I've quickly fallen in love with Butano State Park in Pescadero California. So over a night of beer and bbq I persuaded my buddy Mike to bike camp there over the Memorial Weekend.
Butano State Park is 30 miles from Santa Cruz with the option of an additional 10 miles to load up on food and beer for the night.
I was definitely stoked in this picture but the entire day we battled fearsome headwinds and crosswinds. We made the mistake of leaving late in the day and if we were to do it again we'd definitely leave first thing in the morning to beat the wind.
Highway One is 655 miles long and some of the most beautiful sections of it can be found in Santa Cruz County. I tend to just hammer when I am touring so it was nice to take it easy and just enjoy the Coast.
Mike did this trip on a borrowed bike and outfitted it with a rad hobo set up. I was pretty impressed on how little and efficient his camping set up was. Mike's spent some serious time camping out here and was stoked to pick up some tips and tricks.
Don't let these beautiful roads fool you. Every year cyclists are either killed or severely injured on this route. Blackburn Ranger Eiry Bartlett was just struck on Highway One on her journey from (correct me if I am wrong) Portland to Mexico. Sending healing vibes your way Eiry!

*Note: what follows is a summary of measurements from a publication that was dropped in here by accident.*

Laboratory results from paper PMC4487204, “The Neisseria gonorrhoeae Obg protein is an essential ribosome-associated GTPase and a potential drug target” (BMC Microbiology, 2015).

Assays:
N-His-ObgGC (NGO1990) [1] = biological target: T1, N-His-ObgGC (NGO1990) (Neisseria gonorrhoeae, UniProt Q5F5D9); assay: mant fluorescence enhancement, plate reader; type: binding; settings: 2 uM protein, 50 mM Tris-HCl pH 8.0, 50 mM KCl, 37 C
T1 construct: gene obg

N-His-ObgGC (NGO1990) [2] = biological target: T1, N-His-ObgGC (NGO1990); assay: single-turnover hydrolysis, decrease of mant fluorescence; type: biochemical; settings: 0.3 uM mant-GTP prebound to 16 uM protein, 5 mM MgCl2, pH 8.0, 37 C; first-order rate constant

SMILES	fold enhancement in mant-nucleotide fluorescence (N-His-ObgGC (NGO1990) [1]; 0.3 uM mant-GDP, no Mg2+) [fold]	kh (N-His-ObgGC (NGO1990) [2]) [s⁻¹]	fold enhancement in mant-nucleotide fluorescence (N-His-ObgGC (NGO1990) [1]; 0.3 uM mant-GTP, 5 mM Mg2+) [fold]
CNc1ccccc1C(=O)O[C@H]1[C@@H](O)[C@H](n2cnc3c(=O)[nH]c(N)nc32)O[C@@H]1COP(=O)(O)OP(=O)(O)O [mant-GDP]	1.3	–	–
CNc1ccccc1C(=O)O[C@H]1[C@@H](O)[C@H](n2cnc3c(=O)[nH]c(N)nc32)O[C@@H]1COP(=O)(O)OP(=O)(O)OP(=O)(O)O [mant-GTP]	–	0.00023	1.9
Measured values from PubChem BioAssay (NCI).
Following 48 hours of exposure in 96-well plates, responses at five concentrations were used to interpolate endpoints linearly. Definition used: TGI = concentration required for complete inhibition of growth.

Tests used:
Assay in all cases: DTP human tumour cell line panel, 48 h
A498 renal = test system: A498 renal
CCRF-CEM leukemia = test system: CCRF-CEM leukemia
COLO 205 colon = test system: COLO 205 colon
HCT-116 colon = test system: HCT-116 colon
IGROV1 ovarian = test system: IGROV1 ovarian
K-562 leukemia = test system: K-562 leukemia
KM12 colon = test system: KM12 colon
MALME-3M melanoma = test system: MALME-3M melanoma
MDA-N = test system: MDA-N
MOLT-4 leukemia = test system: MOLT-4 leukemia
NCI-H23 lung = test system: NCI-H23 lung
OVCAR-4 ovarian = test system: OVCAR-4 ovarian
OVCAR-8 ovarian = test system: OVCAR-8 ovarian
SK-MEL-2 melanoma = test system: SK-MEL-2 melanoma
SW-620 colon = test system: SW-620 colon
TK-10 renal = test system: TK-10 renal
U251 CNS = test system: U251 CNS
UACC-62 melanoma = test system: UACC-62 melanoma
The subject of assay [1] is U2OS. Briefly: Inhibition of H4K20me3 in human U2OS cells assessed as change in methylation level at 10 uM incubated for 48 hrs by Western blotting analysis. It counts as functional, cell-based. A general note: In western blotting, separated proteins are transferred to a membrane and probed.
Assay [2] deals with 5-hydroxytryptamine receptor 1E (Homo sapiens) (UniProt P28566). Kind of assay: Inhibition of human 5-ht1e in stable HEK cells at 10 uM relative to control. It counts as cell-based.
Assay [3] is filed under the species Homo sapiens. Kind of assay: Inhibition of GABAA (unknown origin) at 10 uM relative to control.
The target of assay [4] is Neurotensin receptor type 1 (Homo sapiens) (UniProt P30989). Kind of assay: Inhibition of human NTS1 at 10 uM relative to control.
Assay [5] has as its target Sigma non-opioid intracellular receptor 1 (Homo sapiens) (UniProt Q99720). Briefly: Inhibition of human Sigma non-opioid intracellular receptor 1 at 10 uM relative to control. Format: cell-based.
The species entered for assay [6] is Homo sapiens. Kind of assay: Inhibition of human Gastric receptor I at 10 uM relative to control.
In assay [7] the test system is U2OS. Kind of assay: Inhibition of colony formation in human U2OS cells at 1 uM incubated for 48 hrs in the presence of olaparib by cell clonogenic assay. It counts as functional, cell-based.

After a quick stop at Highway One Brewery we headed down Gazos Creek Rd. Gazos Creek Rd runs into Cloverdale Rd which takes you to the entrance of Butano State Park.
Butano doesn't have a hiker / biker site but does have a good amount of walk in sites that never seem to be filled up. Bike camping costs $6 per person and wood is $10 per bag. Butano is now one of the few campsites in California allowing camp fires.
After setting up camp we pedaled to town to pick up supplies. The town of Pescadero is five miles from the campsite and has three stores where you can pick up food and beer.
Butano is a crumb clean campground meaning campers are required to be vigilant when it comes to managing your food. The reason for this is because there is an endangered bird called the Marbled Murrelet that makes these Redwoods their breeding grounds. The crumbs you leave behind attract and feed the animals that prey on the endangered Marbled Murrelet.
Mike rocked the hammock tent super low.
I forgot to bring coffee so we booked it out of camp as soon as we could. Today the coastal winds were to are backs and we double timed it back down the One and into Santa Cruz.